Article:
Don't just deed your house to your child
Category: Elder Law, Estate Planning, Tax Law and Planning
TimesDispatch.com MAIL BAG: Mom made a costly error in deeding house to child is an example of good intentions coupled with a lack of understanding of tax laws resulting in a large unexpected tax.
While the owner of their own primary residence enjoys an exemption from capital gains tax on the sale under IRC Section 121, a non-resident owner does not. See IRS Publication 523 for more information.
Here, mom gifted her house to son, and when he went to sell it to pay for mom's care, he found out that he owed capital gains tax on over $400,000 on the sale of the house. He (mistakenly) believed there was no tax on the sale of a home. He misunderstood that the tax exemption only applied (1) to his primary residence, not any residence he owned, and (2) only up to certain dollar limitations ($250,000 for a single person and $500,000 for a married couple).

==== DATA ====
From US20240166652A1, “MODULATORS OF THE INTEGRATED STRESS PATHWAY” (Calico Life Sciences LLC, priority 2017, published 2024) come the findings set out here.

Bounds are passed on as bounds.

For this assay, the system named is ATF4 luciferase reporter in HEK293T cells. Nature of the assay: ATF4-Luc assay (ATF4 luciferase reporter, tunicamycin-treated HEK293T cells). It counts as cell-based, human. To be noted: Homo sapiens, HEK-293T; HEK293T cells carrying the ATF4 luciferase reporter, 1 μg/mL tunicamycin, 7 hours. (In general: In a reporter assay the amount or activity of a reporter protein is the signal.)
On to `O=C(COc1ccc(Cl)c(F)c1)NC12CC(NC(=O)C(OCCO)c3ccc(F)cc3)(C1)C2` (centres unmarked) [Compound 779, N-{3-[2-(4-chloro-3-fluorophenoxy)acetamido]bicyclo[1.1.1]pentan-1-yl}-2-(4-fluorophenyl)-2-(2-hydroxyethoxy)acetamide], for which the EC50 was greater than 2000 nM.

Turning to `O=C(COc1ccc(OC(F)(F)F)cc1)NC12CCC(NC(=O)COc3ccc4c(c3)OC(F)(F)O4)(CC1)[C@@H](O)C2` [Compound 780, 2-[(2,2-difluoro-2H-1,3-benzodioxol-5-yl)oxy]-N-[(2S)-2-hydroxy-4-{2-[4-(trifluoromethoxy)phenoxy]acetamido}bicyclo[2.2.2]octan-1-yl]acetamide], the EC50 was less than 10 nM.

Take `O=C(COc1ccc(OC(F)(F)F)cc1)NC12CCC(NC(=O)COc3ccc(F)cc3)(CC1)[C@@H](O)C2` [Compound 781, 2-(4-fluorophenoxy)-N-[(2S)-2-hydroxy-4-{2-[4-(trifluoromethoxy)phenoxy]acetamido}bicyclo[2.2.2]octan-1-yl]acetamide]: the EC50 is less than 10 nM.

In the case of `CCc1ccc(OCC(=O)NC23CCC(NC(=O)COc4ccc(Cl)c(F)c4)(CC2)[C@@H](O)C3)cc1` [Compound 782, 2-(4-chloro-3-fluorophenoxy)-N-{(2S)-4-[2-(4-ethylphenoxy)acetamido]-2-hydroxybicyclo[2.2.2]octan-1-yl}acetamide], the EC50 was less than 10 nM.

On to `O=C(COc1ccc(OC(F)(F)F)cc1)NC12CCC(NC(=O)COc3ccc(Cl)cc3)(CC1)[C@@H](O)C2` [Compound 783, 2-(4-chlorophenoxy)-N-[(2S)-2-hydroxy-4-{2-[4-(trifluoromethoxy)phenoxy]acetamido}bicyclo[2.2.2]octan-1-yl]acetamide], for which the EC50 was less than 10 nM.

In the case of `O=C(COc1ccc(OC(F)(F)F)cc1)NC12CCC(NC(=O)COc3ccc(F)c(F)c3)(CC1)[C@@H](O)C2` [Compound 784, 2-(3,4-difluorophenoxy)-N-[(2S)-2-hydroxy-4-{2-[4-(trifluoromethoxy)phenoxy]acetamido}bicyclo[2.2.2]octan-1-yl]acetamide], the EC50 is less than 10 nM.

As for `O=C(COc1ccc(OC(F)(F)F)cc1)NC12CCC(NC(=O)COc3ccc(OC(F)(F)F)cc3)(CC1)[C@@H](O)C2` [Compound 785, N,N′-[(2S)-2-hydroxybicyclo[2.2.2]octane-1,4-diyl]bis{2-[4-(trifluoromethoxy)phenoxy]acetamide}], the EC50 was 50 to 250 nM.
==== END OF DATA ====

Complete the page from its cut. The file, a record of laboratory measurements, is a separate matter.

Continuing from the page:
This situation described in this article could have been avoided by considering several other alternative plan with the house such as:
- Mom selling house to son for a note - mom's sale is sheltered from tax through IRC Section 121, and son's basis in the house is the purchase price,
- Mom and son joining together to take out a home equity line so that she can keep the house but pay for her care,
- A reverse mortgage,
- A gift to son with mom retaining a life estate so she can always live in the house. The life estate would also include the house in her taxable estate, which in turn means that upon her death the son's basis is the fair market value at time of death (a "step-up" in basis under IRC Section 1014) - son can rent the house to generate income to pay for mom's care if she can no longer live at home.